‘His Dark Materials’: How the Show Fills In Gaps From Philip Pullman’s Books

Fans of Philip Pullman’s His Dark Materials trilogy have been waiting to see those books on screen, especially after The Golden Compass movie left them hanging. HBO and BBC have collaborated to make His Dark Materials a TV series. Dafne Keen play Lyra, the protagonist of Pullman’s world.

Philip Pullman | Massimiliano Donati/Awakening/Getty Images

Pullman had three books in which to explain the rules of his fantasy world. That was perhaps too much for a film to encapsulate. On the other hand, the series may have to elaborate on some of Pullman’s concepts to connect the episodes into a series. His Dark Materials executive director Jane Tranter was on a Television Critics Association panel for the show where she explained how they adapted Pullman’s material. His Dark Materials airs Monday nights at 9 p.m. on HBO.

‘His Dark Materials’ kept all the fantastic elements of Philip Pullman

Fans of His Dark Materials will not be disappointed. They’ll see Lyra, Lord Asriel, Mrs. Coulter, Iorek Byrnison, Lee Scorseby and all the daemons from the book.

“It’s a challenging show, but it’s also a great, fun show. It’s got children in the lead. It’s got talking animals. It’s got armored talking bears. It’s got people going to the north and fighting. It’s got a character who can fight and he can fly. What’s not to like about it? And actually one of the wonderful things that Philip does is he gives you this enormous level of fantasy, adventure, compelling narrative fun. You know, there is nothing more delicious than a villain as Mrs. Coulter.”

Jane Tranter, His Dark Materials TCA panel, 7/24/19

Philip Pullman hides challenging themes in visual fantasy

Tranter says the fantasy elements, which can be strikingly visual on television, are a way into the deeper themes Philip Pullman explores. She hopes viewers will come for the action but stay for the provocative thought underneath.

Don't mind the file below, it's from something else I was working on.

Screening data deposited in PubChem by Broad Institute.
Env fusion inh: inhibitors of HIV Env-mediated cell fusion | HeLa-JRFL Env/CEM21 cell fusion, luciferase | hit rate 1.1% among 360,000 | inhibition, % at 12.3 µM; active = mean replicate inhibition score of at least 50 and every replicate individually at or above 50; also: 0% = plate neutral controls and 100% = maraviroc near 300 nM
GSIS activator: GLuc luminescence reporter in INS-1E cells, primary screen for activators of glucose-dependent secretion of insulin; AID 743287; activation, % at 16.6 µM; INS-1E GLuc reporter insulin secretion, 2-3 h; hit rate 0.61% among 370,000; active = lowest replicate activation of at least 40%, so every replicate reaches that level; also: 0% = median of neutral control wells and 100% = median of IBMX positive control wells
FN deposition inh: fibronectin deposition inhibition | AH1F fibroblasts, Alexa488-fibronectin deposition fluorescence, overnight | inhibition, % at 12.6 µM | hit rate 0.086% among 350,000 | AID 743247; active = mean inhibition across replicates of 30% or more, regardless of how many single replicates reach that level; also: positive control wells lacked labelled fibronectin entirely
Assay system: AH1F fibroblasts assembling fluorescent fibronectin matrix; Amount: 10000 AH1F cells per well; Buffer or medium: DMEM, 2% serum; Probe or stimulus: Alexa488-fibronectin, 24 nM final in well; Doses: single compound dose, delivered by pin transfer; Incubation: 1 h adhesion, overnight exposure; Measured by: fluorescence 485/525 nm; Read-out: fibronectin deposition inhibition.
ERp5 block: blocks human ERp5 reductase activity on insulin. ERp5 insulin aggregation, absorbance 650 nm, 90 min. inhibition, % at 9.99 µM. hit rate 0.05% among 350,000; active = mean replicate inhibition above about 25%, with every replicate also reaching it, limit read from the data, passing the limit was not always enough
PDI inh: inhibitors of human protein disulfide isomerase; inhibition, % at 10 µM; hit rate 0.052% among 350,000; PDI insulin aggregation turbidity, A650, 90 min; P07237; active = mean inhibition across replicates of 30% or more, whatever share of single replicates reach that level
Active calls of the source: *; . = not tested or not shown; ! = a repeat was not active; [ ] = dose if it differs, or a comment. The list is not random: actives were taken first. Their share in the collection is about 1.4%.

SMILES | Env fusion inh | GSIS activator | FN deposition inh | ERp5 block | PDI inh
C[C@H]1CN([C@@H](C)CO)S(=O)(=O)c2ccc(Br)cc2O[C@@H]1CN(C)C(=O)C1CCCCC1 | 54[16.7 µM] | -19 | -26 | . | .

His Dark Materials executive producer/writer Jack Thorne and executive director Jane Tranter | Jeff Kravitz/FilmMagic for HBO

“Philip does sort of two things,” Tranter said. “He shows you like the top of the mountain of gloriousness. But, he holds that mountain tip up by proper argument and thought. All the conversation we’ve had to this point has all been discussing the very things that make us up as a society. So, it’s fantasy, but it’s fantasy that’s bedded in something.”

‘His Dark Materials’ had to make different connections than Philip Pullman did

In the books, Philip Pullman could connect whatever themes he wanted in language. Since His Dark Materials doesn’t have a narrator, the show had to find different connections between elements of the books.

“I think our job as adapters was to make sure that we took those glorious notes that Philip founded and joined them all together in a way that in a novel the authorial voice can join them all together for you,” Tranter said. “You have to find the connective tissue.”

Ruth Wilson, Philip Pullman and Dafne Keen
(L to R) Ruth Wilson, Sir Philip Pullman and Dafne Keen | David M. Benett/Dave Benett/Getty Images for HBO

For example, Pullman could just describe his alternate world. Tranter had to design it.

“Part of his brilliance I think is in the creation of what we always call Lyra’s world, and to look at it which is so similar to ours but different,” Tranter said. “That whole world has evolved differently. So we make certain choices with the design. We felt that Lyra’s world hadn’t industrialized. It certainly hadn’t technologized in the way that ours has.”

‘His Dark Materials’ has some randomness too

One of the advantages of fantasy is that not everything has to make sense. When in doubt, His Dark Materials could just say, “Because Philip Pullman said so.”

“Or sometimes, Philip doesn’t bother to join them together at all because he doesn’t have to because he can,” Tranter said. “One of the things that we love about Philip is he regularly said to us, ‘You don’t build castles in the air through logic.’ So, if that character’s there and then they’re there, so be it. If it serves the story, so be it.”